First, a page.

I just spent a lovely weekend in the Berkshires, which included (of course) a stop at the Berkshire Museum. My trip coincided with the publication of an open letter from the museum’s president, Buzz McGraw, where she says that while she understands the “shock, sadness and anger” which greeted her decision to sell of the museum’s masterpieces, “the vitriol that some have expressed has been disheartening”.
The letter is a positive development, for two reasons. Firstly, McGraw says that she and the museum’s director, Van Shields, are now willing and able to talk about what they decided to do: I have, of course, put in my own request. And secondly, near the bottom of a related FAQ, the museum links to some updated financials, which help to answer some of the open questions.
First and foremost: Just how much money has the Berkshire Museum been losing, in recent years? Here’s the answer:
This is the Berkshire Museum’s net revenue: its total revenue, minus all of its expenses, going back to the 1999-2000 fiscal year. Back then, it ran a surplus of $403,000; in 2015-2016, by contrast, it ran a deficit of $512,000. There were some very bad years at the beginning of the 2000s, after the dot-com stock-market crash; there were some very good years in the mid-2000s, during the boom years, and then there were some more bad years once the recession hit. All of this is pretty much what you’d expect, and it doesn’t indicate that the museum is facing unusually harsh problems, or that it’s at imminent risk of closing.
After all, all those surpluses in the good years helped to build up the museum’s nest egg. Here’s its total net assets, over the same time period:
As of mid-2016, the most recent information we have, the Berkshire Museum is sitting on net assets of $17.5 million. That’s up from a low point of just $5.3 million in the early 2000s. Again, it doesn’t seem to be at any imminent risk of running out of money.
So what about its budget? Is that out of control? It doesn’t seem that way.
What you see here is revenue fluctuating quite a lot, as you’d expect – after all, fundraising tends to be lumpy. Expenses, meanwhile, hit an all-time high of $3.1 million in the last two fiscal years; they were less than $2.4 million as recently as 2010-11.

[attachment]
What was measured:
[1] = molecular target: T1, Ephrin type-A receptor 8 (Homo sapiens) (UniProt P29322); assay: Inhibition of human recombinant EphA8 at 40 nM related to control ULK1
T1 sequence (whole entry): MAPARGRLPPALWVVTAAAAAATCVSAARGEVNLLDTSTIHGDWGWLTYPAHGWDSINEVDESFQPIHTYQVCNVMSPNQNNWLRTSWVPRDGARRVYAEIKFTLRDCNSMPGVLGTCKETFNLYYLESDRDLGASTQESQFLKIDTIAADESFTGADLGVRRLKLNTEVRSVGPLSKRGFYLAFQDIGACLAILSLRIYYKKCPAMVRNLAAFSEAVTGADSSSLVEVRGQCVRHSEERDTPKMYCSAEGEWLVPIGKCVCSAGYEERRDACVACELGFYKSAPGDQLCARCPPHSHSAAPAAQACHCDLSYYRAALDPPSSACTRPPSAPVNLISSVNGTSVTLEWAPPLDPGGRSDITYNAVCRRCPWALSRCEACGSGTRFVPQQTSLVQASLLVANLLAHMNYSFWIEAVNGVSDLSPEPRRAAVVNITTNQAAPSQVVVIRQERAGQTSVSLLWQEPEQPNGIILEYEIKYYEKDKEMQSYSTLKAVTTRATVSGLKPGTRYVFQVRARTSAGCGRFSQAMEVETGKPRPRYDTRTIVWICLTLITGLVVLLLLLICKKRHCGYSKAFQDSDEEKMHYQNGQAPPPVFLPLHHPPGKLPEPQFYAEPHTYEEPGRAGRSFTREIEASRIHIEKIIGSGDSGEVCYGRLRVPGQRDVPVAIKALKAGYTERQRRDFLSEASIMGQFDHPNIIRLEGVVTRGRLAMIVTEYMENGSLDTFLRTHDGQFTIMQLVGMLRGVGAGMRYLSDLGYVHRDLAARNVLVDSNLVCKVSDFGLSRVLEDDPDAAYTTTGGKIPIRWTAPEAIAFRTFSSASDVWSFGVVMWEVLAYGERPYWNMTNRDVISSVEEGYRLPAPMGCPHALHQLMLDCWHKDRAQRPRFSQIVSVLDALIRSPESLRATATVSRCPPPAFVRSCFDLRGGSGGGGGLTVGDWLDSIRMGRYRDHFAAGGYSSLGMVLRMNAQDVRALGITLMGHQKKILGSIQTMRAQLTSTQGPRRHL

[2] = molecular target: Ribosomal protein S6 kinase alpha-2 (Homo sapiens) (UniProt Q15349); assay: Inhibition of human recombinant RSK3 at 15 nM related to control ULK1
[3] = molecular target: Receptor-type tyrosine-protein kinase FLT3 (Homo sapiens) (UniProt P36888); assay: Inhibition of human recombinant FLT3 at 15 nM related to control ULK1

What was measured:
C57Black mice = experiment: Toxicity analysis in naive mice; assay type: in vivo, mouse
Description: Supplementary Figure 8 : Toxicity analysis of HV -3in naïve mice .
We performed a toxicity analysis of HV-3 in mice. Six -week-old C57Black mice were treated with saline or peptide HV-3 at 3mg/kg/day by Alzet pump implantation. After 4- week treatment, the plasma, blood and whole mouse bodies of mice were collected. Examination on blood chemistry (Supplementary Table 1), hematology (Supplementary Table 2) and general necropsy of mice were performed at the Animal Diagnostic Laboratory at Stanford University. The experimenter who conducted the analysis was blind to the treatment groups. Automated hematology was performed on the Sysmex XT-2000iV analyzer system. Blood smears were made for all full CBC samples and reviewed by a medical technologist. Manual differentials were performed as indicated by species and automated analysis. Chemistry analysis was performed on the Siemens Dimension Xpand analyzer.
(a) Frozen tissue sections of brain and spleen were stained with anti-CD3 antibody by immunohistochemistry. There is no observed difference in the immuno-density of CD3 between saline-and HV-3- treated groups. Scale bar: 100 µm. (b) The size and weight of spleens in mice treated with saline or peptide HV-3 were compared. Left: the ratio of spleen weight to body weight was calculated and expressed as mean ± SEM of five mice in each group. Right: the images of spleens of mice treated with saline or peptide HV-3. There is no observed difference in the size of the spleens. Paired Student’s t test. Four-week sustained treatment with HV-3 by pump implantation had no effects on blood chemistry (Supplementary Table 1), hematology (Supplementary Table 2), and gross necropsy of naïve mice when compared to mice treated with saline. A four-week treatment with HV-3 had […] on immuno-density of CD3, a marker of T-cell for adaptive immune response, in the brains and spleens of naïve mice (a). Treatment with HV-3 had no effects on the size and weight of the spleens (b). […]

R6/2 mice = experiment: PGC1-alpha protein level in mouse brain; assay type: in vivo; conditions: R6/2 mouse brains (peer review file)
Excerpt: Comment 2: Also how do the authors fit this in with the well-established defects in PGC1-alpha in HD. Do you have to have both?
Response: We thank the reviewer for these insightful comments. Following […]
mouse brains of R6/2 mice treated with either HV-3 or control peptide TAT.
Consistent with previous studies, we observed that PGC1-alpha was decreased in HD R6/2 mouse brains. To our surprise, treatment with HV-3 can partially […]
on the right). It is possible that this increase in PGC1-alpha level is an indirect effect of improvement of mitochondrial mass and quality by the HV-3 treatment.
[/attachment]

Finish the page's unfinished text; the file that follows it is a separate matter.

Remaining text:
In any event, there’s nothing in these charts which implies that the Berkshire Museum is facing an existential risk. There’s also nothing which implies that the museum needs an extra endowment of $40 million or more, which would throw off $2 million a year in income just on its own. The museum has never had a $2 million deficit; even in the depths of the Great Recession, its deficit didn’t top $1 million.
Finally, let’s move from the Form 990s to the audited financial statements. (It’s worth noting that all of these statements are at pains to point out that “the museum follows a practice of not capitalizing its collections”.) This is where we can take a look at what has happened to the Keep Crane Fund, the money from the last big deaccession in 2008.
The Keep Crane Fund was founded with $7 million from the sale of art, and between its foundation and mid-2016, it transferred a total of $3,405,290 to help fund the museum’s operations. Some of that money went to new commissions, most notably windows for the entranceway by glass artist Tom Patti. But it looks like most of that money has simply been used to fund the operating budget, which was not the original intent. The fund stood at $6.3 million as of mid-2016; it looks very much like it’s being treated like an endowment, throwing off $360,000 or more every year, and being invested so as to try to maintain its value over time.
In other words, the Berkshire Museum has already done, on a relatively small scale, what it has said it wants to do with its remaining masterpieces. It sold off paintings, invested the proceeds in the market, and then used the income from that fund to help support its operations.
That’s not the kind of action which would ever be embraced by the American Association of Museums, but clearly the Berkshire Museum has decided that it’s OK. And it raises an obvious question. Let’s say that the museum, looking forwards, determined that it was likely to see its expenses exceed its revenues by say $500,000 a year, and that it wanted to create an endowment which was capable of covering that deficit. If the endowment spends 5% of its assets each year, then it would need to start at $10 million.
Given a bit of time and goodwill, it’s entirely possible that the Berkshire Museum and the Norman Rockwell Museum, between them, could find a donor willing to spend $10 million on Shuffleton’s Barbershop, and then immediately donate the Rockwell masterpiece to the artist’s eponymous museum. The painting would remain in the Berkshires, where Rockwell wanted it to be, the Berkshire Museum would get their $10 million endowment, the other 39 pieces would be saved, and there would be much less uproar and vitriol.
But the board doesn’t seem to have seriously attempted to find that kind of solution; instead, they signed an agreement with Sotheby’s which gives them no control whatsoever over where their paintings end up. And, of course, they agreed to sell 40 artworks, rather than just one. If and when McGraw agrees to speak to me, I’ll be sure to ask her why.